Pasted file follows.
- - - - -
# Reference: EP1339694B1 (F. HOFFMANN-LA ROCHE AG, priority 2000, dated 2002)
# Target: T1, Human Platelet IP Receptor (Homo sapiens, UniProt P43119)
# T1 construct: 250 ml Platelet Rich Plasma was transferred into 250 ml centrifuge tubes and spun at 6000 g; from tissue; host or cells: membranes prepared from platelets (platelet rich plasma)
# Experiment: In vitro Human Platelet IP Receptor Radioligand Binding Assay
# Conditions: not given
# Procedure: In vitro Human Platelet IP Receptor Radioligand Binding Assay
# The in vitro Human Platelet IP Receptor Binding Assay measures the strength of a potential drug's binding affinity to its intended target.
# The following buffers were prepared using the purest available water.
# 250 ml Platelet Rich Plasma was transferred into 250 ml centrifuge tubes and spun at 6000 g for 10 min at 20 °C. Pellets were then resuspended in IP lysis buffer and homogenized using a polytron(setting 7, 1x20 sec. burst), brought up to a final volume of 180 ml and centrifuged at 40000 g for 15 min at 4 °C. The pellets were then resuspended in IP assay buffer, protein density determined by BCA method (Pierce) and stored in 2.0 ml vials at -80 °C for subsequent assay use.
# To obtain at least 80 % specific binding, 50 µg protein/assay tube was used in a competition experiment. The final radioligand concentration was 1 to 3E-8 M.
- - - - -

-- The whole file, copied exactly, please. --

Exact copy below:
# Reference: EP1339694B1 (F. HOFFMANN-LA ROCHE AG, priority 2000, dated 2002)
# Target: T1, Human Platelet IP Receptor (Homo sapiens, UniProt P43119)
# T1 construct: 250 ml Platelet Rich Plasma was transferred into 250 ml centrifuge tubes and spun at 6000 g; from tissue; host or cells: membranes prepared from platelets (platelet rich plasma)
# Experiment: In vitro Human Platelet IP Receptor Radioligand Binding Assay
# Conditions: not given
# Procedure: In vitro Human Platelet IP Receptor Radioligand Binding Assay
# The in vitro Human Platelet IP Receptor Binding Assay measures the strength of a potential drug's binding affinity to its intended target.
# The following buffers were prepared using the purest available water.
# 250 ml Platelet Rich Plasma was transferred into 250 ml centrifuge tubes and spun at 6000 g for 10 min at 20 °C. Pellets were then resuspended in IP lysis buffer and homogenized using a polytron(setting 7, 1x20 sec. burst), brought up to a final volume of 180 ml and centrifuged at 40000 g for 15 min at 4 °C. The pellets were then resuspended in IP assay buffer, protein density determined by BCA method (Pierce) and stored in 2.0 ml vials at -80 °C for subsequent assay use.
# To obtain at least 80 % specific binding, 50 µg protein/assay tube was used in a competition experiment. The final radioligand concentration was 1 to 3E-8 M.